Seventh Circuit Vacates and Remands Sentence for Failure to Make Findings on Drug Dispute and Imposing a Sentence Above the Statutory Max: Barfield
Barfield pled guilty to drug trafficking and money laundering conspiracies. He was sentenced to concurrent terms of 27 years and 20 years on each conspiracy count. At sentencing, the parties disputed the total quantity of heroin sale attributed to Barfield. The PSR recommended that he be held accountable for 16 kilograms of heroin, which the probation officer adopted from the government’s version of the offense based on a codefendant’s grand jury testimony and plea agreements of other codefendants.
The crux of the government’s calculation was its conclusion that two bundles of heroin were sold at Barfield’s drug spot each day for the four-month conspiracy. Barfield objected and argued that the calculation was not supported by any reliable evidence. He argued that for each day of the conspiracy, he was responsible for only one bundle of heroin which amounted to no more than a total of 10 kilograms of heroin.
The district court summarily overruled Barfield’s objection to the heroin quantity proposed in the PSR, and concluded that there was enough information to support the 16-kilogram finding. Barfield appealed his sentence to the Seventh Circuit.
The court of appeals noted that district judges must support their rulings on factual disputes at sentencing with findings on the record. This rule is meant to protect a defendant’s right to be sentenced based on accurate information and provides a record of the disposition and resolution of controverted facts. The judge need only make an adequate record to satisfy the rule and afford adequate appellate review.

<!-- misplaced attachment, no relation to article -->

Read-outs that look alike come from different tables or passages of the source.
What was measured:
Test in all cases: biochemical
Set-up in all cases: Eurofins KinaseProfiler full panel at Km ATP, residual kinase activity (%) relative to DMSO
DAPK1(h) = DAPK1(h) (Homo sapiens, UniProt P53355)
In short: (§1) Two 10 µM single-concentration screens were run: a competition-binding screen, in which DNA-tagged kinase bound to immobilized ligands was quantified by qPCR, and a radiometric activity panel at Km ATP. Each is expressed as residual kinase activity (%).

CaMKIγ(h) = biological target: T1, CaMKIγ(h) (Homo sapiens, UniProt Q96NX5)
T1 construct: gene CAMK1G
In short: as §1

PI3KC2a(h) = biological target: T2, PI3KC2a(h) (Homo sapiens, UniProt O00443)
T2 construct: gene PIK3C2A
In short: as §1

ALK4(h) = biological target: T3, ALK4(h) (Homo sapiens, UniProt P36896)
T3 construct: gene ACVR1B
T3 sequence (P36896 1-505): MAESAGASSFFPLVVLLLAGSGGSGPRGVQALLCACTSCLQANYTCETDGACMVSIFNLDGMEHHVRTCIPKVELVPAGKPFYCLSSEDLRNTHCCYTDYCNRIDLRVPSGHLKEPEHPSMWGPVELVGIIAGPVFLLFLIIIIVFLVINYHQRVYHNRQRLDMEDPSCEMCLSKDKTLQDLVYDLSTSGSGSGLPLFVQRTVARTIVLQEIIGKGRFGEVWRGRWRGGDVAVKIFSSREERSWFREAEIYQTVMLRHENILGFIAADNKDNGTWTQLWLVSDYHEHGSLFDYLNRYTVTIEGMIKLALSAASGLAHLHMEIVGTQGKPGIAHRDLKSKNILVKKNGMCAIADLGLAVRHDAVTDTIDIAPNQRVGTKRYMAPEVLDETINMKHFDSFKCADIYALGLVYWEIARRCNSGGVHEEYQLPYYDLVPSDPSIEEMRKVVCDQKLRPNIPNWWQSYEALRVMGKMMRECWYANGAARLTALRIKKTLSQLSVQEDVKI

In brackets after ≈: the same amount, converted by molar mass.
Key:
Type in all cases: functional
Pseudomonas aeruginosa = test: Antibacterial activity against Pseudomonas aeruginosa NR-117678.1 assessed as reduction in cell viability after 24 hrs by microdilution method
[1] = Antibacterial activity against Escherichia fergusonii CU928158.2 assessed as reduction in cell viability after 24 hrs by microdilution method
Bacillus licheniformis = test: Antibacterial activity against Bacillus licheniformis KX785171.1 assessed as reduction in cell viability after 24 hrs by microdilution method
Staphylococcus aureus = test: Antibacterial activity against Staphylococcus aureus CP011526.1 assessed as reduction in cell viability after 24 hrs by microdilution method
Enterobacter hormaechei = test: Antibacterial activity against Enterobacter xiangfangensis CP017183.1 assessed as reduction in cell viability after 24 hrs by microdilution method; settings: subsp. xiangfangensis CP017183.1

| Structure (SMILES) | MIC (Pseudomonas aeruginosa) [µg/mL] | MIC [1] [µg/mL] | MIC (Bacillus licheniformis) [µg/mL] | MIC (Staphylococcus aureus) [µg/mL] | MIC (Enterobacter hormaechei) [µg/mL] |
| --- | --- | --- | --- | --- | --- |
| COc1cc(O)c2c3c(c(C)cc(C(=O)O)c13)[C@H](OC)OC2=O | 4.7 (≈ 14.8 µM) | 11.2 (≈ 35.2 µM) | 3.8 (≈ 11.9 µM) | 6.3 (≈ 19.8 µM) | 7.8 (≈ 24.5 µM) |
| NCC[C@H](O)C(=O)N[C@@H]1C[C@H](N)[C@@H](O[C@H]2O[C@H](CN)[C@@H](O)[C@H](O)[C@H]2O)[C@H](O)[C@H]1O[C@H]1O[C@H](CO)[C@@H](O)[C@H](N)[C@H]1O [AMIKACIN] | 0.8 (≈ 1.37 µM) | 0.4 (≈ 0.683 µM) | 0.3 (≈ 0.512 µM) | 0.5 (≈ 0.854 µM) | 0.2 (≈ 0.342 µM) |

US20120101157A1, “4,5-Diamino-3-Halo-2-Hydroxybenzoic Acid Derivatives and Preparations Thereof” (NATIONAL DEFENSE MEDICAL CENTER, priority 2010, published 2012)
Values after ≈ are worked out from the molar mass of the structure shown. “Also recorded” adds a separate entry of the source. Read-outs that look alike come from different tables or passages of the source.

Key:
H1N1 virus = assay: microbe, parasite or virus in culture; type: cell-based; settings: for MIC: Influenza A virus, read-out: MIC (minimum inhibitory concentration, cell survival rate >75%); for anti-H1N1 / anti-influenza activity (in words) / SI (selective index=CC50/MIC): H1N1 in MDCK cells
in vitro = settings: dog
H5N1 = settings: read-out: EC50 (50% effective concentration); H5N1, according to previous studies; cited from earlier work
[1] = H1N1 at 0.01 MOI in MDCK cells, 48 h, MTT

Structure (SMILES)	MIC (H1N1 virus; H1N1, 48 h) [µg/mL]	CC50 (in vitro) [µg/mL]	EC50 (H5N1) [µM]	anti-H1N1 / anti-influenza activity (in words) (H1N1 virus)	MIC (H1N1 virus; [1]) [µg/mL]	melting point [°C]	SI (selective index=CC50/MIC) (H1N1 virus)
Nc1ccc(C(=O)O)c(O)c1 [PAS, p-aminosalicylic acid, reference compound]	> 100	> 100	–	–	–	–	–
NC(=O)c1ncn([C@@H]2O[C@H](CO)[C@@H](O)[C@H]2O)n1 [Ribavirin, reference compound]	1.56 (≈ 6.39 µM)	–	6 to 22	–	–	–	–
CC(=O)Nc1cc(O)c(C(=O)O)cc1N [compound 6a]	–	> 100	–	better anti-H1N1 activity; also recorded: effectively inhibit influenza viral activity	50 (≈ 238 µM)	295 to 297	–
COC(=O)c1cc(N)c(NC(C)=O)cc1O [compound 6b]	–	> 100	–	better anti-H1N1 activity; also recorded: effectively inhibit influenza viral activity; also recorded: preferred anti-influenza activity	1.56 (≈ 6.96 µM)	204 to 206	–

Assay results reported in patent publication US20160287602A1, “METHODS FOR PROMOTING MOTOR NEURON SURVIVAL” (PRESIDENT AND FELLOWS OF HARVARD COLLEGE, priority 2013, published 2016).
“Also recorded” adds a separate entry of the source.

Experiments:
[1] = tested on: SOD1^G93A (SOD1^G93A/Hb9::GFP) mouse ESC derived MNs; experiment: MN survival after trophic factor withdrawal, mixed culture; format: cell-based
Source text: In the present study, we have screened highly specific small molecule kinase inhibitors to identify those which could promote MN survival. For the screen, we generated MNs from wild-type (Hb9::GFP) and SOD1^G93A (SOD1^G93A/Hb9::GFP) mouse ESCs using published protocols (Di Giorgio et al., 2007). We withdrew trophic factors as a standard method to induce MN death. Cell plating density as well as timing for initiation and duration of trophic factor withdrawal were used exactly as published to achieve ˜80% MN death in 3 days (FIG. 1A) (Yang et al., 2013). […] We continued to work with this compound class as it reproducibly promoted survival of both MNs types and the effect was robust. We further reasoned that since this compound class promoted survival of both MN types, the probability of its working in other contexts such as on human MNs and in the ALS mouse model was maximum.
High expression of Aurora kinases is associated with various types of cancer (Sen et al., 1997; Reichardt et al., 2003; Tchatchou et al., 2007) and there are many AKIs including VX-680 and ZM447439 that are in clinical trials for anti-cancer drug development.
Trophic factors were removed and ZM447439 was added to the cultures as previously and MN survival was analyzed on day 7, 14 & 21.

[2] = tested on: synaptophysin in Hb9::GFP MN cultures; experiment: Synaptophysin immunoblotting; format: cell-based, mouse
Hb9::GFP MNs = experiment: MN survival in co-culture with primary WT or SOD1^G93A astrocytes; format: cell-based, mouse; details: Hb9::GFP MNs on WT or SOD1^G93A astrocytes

Here, however, the district court made no factual findings on the disputed heroin quantity, and the Seventh Circuit held the court’s ruling was otherwise insufficient to enable meaningful appellate review.
Judges need not “belabor the obvious” when ruling on factual disputes at sentencing, but they are required to explain why the government’s proffered evidence is accurate and reliable.” United States v. Jones, 56 F.4th 455, 510 (7th Cir. 2022). The Seventh Circuit further noted that its uncertainty about the judge’s drug-quantity ruling was furthered by a series of exchanges at the sentencing hearing suggesting confusion about the basic facts of the case. “These passages in the transcript g[a]ve [the Seventh Circuit] pause about [the district court’s] familiarity with parts of the record fundamental to the drug-quantity ruling-thus calling into question whether his inquiry into the reliability of the evidence was adequate.
In addition to the insufficient ruling on the drug quantity, the district court also erred in sentencing Barfield to 20 years on the money laundering conspiracy, which carries a statutory maximum sentence of 10 years. 18 U.S.C. 1956(h).
Barfield’s sentence was vacated and remanded to the district court for resentencing.